Event Programme 2020
Details of the Getting AT Ready 2020 Online event are below. Attendees who have pre-registered can log in to access today’s event. The content will be made available online at a later date. Please register for access.
Speakers: Siobhan Long, Enable Ireland & Joan O’Donnell, FreedomTech
Siobhan has worked in the field of Assistive Technology since 1991. Her current role involves management of Enable Ireland’s National Assistive Technology Training and SeatTech Services. Siobhan works with two teams of highly skilled individuals who strive to deliver innovative, person-centred AT and custom seating solutions to a wide range of individuals with differing abilities and needs. Technology is changing rapidly and the goal is to ensure that those who can benefit from what it has to offer, can gain access to it in a timely manner. Another goal of Enable Ireland’s AT and SeatTech services is to influence the development of future technologies. Partnering with AT users to advocate for better assistive technology services, solutions and support is a key objective for our service.
Enable Ireland provides services to children and adults with disabilities and their families from 40 locations in 14 counties. Encompassing services from childhood to adulthood, expert teams work with the individual and their family on a plan for each life stage.
Enable Ireland’s mission is to work in partnership with those who use the services to achieve maximum independence, choice and inclusion in their communities. Enable Ireland focuses on the person, not the disability. We believe that access, inclusion and equality are basic rights for all people and assert that society must recognise and accommodate individual needs.
Joan O’Donnell is the Project Manager of FreedomTech, which aims to ensure that we develop a comprehensive ecosystem of supports around AT in Ireland. FreedomTech conceived of the concept of the AT Passport which has since gained recognition internationally as a way to put users in control of their own technology and Assistive Technology. Joan has a background working with complex social issues associated with disability from a social policy perspective. She lectures in Systems Thinking in Practice MSc programme with the Open University and is a doctoral researcher with the ALL Institute, Maynooth University.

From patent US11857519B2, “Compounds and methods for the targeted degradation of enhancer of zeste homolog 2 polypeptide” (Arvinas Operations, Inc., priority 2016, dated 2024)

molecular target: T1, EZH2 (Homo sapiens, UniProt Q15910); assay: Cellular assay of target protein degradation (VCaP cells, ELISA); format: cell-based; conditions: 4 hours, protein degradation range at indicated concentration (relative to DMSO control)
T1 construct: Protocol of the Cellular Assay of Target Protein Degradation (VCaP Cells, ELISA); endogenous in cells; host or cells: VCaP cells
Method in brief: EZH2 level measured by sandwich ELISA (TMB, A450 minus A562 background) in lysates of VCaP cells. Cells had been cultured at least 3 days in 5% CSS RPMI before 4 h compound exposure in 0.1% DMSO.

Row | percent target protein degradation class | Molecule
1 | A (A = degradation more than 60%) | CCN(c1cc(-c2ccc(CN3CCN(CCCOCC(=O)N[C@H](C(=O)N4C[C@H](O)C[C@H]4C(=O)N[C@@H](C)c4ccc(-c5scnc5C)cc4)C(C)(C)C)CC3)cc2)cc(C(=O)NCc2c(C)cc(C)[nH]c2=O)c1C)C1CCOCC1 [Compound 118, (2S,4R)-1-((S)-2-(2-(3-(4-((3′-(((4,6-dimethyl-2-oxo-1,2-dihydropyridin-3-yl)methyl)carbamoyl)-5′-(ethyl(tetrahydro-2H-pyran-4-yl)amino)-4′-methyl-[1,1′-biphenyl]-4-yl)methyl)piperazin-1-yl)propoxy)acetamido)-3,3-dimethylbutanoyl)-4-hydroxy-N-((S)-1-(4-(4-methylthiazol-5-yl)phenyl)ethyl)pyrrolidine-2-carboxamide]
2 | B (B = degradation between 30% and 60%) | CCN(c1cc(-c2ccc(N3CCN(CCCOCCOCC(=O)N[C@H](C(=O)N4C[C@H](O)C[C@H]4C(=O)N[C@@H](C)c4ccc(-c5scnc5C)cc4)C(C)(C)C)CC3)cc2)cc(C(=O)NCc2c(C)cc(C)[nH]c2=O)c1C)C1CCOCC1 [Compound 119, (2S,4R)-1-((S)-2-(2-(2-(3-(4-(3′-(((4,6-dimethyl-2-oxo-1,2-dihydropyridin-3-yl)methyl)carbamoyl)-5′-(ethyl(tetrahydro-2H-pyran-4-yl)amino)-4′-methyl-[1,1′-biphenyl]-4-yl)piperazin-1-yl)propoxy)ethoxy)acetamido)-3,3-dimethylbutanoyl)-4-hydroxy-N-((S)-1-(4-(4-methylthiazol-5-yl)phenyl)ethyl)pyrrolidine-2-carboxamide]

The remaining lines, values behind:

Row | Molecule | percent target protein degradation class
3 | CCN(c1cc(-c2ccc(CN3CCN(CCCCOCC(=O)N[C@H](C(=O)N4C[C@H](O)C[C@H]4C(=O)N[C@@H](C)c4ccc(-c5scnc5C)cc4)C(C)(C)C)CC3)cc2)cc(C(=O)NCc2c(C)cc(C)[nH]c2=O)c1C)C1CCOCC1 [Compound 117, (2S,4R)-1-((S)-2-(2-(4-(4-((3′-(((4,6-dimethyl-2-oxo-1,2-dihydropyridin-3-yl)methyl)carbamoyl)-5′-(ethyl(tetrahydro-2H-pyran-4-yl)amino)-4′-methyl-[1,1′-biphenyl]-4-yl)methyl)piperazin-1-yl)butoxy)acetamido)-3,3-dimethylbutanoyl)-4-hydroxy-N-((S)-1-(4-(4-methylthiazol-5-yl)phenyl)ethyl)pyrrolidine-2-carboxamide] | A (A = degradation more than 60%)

The Future of Assistive Technology
Speaker: Steve Tyler, Leonard Cheshire Disability
Steve Tyler is Director of Assistive Technology at Leonard Cheshire. Steve has worked in the disability and accessibility domain for over 20 years and has led on such innovations as the first mobile phone devices becoming accessible for visually impaired people, access to TV, outreach and education through the web consortium at the set up of the accessibility initiative there, payment systems access, and wider access to published information.
Through designing longer term strategies that result in business opportunities for mainstream technology companies, the delivery of broader access to everyday products has gradually become possible, the most notable of which has been the adoption of synthetic speech through Amazon and then latterly in to Alexa.
At Leonard Cheshire, apart from enhancing access to everyday life by people with disabilities, he is engaged in such areas as the role of artificial intelligence in our lives, Government policy development with a push for wider and easier technology product access, and emerging areas such as predictive health analytics and monitoring solutions.
Panel Discussion: Inter-country Collaboration
Gerald McLaughlin, Perth College (University of the Highlands and Islands) Chair